China Study - Strategic Competitive Competence in Demand

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China is aiming for technological supremacy in various industrial fields by 2035. Moreover, China wants to assert this position not only locally but also internationally.

The VDMA, together with the Swiss mechanical engineering association Swissmem and the China consulting firm Sinolytics, has drawn up an interim assessment of the "Made in China 2025" strategy, and it is mixed from the perspective of the mechanical and plant engineering sector.

On the one hand, the government in Beijing is investing extensive resources in research and development, from which not only Chinese companies are benefiting, but also export-oriented companies from Europe.

On the other hand, Chinese policy is increasingly intervening in the market, for example through advantageous financing offers or restricted access to government tenders. This clearly leads to competitive disadvantages for foreign-invested companies. In addition, China has discovered the importance of standardization and is trying to increase its influence not only in international standardization bodies, but is increasingly relying on local industry standards.

The Corona pandemic gave China's rise as a machinery manufacturing nation a powerful boost because the country was hit very early and only for a very short time, while the European sales market was hit hard by the pandemic. As a result, China was able to increase its share of global exports in the mechanical engineering sector to just under 16 percent, surpassing Germany as the world's leading exporter for the first time. However, a strong economic recovery in the EU could ensure that machinery exports from Germany and other European countries grow more strongly again in 2021.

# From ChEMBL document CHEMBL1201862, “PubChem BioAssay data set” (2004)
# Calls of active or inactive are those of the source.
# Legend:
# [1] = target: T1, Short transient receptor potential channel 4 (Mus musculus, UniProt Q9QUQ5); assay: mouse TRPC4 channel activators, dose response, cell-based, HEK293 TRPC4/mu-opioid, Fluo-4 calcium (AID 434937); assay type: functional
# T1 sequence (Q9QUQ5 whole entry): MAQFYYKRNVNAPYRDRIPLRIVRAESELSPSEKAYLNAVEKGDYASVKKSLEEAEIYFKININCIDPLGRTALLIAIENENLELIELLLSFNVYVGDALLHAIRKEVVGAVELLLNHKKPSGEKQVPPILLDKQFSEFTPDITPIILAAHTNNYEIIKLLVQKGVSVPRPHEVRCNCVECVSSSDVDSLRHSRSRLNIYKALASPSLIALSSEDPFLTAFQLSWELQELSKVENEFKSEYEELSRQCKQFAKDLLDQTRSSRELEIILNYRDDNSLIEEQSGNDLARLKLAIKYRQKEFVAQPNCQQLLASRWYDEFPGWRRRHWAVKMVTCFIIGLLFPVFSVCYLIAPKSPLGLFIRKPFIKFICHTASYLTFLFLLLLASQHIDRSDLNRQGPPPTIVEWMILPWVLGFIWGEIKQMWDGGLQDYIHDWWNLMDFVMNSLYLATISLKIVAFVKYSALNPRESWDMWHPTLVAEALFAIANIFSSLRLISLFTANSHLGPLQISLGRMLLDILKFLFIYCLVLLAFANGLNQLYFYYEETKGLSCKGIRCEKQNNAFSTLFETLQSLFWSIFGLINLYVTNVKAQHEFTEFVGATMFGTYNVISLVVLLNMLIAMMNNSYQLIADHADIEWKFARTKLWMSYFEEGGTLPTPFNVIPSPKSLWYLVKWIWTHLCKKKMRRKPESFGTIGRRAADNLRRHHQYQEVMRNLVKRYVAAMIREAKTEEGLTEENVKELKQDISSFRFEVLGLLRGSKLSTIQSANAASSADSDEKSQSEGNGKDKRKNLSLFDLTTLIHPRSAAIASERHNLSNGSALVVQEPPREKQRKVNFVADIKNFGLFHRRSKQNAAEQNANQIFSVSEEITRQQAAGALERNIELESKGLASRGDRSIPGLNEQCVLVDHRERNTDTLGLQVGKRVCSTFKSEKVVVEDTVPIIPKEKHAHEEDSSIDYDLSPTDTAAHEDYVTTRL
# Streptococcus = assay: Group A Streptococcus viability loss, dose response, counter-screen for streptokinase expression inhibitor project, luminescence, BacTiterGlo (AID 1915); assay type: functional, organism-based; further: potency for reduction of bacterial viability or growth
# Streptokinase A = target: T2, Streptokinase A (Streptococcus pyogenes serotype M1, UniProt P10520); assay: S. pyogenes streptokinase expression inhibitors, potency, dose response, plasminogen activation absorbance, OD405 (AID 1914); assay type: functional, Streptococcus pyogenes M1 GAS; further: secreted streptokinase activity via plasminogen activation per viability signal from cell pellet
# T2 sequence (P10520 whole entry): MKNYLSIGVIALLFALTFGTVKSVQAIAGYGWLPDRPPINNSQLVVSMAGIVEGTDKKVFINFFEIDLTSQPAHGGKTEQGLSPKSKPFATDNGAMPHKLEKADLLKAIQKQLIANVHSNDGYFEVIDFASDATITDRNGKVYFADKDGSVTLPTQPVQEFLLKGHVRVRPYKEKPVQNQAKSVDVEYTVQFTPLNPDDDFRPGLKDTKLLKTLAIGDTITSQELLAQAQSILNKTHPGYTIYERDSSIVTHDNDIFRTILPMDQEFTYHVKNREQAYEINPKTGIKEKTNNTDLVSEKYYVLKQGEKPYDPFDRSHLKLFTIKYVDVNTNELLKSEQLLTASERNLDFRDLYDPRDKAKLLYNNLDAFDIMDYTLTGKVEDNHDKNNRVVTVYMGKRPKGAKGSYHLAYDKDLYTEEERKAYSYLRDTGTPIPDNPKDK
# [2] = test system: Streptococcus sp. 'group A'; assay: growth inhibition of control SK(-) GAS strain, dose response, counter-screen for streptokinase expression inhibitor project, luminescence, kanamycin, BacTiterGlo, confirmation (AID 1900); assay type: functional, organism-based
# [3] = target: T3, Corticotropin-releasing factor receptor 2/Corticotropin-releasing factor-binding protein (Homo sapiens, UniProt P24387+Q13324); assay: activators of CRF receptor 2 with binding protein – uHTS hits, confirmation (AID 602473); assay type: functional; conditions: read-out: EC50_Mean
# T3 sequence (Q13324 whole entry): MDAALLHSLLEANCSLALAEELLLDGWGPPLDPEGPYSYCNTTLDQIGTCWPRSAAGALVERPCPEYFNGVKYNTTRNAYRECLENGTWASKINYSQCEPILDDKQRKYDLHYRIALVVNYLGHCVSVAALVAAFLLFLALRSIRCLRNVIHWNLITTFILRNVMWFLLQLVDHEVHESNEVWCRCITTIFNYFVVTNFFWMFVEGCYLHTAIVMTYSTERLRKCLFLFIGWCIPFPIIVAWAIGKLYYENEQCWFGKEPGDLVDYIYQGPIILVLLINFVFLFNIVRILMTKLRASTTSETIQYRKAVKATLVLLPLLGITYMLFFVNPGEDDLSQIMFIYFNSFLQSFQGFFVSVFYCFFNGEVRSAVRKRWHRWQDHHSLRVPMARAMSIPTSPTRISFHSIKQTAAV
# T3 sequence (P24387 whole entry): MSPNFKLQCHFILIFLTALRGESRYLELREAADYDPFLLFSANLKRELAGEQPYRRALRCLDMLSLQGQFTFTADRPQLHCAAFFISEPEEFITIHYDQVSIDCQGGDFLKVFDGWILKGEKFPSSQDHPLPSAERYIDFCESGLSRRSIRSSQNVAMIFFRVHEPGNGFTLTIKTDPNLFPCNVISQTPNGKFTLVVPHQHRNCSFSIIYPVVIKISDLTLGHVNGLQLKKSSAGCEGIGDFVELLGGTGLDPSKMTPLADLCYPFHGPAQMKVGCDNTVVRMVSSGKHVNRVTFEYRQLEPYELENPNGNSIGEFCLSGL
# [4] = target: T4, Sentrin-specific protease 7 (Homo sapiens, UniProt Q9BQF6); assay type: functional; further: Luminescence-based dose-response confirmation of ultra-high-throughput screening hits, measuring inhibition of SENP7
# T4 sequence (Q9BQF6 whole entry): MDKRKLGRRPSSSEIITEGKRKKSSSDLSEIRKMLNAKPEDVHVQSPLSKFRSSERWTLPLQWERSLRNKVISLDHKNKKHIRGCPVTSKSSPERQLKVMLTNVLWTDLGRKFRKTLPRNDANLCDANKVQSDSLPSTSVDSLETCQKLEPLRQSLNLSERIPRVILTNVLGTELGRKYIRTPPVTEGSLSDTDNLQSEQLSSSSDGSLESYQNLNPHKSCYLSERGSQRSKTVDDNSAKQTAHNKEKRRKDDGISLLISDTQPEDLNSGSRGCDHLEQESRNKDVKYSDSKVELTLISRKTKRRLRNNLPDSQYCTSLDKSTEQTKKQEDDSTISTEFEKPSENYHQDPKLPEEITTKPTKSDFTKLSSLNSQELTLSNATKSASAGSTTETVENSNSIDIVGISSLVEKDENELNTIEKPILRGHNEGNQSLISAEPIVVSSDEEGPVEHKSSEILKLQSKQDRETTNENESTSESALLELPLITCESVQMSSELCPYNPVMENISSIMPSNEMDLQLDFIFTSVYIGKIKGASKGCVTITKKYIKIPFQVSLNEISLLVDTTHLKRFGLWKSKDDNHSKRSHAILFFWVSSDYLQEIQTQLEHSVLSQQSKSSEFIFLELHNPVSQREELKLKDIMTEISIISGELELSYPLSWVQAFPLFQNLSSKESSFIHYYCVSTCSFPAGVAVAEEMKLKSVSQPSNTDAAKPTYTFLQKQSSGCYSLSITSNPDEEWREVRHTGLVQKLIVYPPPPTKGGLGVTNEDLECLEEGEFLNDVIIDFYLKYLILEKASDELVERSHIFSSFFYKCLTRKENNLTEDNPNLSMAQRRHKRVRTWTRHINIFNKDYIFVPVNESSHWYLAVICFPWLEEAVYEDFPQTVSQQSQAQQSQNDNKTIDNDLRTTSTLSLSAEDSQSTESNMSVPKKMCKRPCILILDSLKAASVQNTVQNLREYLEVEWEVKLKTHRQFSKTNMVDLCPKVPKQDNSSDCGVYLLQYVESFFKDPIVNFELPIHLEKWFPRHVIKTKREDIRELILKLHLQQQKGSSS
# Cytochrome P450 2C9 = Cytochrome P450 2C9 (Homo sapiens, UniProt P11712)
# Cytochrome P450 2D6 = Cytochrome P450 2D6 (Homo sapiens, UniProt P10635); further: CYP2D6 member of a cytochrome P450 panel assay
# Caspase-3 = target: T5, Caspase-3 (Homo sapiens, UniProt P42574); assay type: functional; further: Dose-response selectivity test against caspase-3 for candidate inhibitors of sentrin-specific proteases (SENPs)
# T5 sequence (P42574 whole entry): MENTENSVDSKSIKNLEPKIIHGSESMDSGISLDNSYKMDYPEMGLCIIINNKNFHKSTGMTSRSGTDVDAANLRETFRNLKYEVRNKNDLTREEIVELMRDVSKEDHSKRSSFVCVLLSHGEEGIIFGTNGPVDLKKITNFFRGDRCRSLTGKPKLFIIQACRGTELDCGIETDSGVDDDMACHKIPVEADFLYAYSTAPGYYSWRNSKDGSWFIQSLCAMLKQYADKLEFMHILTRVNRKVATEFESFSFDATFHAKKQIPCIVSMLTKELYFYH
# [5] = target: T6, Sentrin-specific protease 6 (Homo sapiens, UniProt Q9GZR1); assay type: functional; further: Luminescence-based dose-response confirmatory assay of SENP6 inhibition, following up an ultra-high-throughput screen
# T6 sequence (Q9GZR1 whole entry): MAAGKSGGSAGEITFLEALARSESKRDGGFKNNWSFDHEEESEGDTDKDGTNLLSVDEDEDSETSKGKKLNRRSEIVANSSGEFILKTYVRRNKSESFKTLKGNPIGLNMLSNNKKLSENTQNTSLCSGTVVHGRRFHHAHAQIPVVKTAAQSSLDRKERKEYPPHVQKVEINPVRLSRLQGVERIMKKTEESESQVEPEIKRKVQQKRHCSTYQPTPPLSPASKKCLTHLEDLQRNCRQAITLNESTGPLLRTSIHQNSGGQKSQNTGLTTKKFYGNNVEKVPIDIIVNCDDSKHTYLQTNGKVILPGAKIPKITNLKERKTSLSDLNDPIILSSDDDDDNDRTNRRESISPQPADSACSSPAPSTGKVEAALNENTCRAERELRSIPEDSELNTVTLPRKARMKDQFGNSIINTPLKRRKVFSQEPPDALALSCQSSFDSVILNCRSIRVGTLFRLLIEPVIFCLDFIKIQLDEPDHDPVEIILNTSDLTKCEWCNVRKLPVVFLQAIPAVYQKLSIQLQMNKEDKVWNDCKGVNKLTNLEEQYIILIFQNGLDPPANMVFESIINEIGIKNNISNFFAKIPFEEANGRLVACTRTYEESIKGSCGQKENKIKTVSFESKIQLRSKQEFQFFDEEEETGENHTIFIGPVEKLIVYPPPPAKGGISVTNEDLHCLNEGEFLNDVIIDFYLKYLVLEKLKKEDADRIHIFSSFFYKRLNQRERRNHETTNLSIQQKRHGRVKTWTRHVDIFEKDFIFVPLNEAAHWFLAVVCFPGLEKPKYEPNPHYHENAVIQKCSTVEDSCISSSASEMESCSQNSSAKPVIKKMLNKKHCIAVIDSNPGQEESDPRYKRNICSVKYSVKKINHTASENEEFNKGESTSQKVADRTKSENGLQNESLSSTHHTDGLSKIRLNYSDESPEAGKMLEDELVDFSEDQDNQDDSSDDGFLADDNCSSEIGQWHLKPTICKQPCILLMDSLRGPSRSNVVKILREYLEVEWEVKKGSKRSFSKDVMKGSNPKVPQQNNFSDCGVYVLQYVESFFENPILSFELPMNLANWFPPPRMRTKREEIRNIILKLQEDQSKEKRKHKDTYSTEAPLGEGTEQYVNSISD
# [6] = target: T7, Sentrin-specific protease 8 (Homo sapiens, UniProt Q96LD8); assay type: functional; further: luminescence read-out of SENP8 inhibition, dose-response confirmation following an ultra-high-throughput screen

However, the long-term trend clearly favors China. Germany and the EU should not call for protectionism, however, but meet this challenge with market-based measures. To do so, Europe must improve its own competitiveness. At the same time, the EU should realign its trade policy instruments and, for example, protect the domestic market from subsidized competitors from China and take measures to open up Chinese markets for public procurement.

VDMA members can find the more detailed article on this study (after registering at myVDMA.org) HERE and can request the study from Dina Cabraja, VDMA Foreign Trade (dina.cabraja@vdma.org).

For further information on this topic, VDMA members can contact

Oliver Wack, VDMA, Foreign Trade
Tel.: +49 69 6603-1444, e-mail: oliver.wack@vdma.org